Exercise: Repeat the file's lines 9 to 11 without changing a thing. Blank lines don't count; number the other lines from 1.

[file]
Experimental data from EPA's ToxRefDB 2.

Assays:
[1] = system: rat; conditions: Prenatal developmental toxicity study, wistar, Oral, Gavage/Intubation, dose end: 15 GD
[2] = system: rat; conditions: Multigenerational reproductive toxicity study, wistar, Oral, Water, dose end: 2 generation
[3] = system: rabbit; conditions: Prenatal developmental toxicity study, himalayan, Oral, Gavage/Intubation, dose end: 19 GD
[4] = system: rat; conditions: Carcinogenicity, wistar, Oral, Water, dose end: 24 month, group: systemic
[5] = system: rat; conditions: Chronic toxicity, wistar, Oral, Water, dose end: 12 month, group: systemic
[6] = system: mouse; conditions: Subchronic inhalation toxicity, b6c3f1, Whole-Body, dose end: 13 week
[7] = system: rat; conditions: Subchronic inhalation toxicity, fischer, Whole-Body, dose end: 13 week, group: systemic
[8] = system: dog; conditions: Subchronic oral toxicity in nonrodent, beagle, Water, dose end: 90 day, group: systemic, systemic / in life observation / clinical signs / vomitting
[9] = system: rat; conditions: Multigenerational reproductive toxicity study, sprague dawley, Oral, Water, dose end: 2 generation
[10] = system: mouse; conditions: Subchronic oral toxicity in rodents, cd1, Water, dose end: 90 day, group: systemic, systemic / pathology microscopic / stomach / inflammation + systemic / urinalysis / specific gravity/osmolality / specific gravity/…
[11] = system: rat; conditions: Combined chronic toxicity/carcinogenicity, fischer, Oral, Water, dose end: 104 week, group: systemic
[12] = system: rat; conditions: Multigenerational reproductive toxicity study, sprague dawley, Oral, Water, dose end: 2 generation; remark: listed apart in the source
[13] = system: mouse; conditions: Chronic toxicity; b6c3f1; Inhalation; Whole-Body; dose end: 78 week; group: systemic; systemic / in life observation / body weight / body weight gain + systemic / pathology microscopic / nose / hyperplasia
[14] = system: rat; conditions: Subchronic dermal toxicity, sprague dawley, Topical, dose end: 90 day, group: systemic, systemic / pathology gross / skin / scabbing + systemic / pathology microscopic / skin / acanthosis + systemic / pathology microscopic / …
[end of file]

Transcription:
[7] = system: rat; conditions: Subchronic inhalation toxicity, fischer, Whole-Body, dose end: 13 week, group: systemic
[8] = system: dog; conditions: Subchronic oral toxicity in nonrodent, beagle, Water, dose end: 90 day, group: systemic, systemic / in life observation / clinical signs / vomitting
[9] = system: rat; conditions: Multigenerational reproductive toxicity study, sprague dawley, Oral, Water, dose end: 2 generation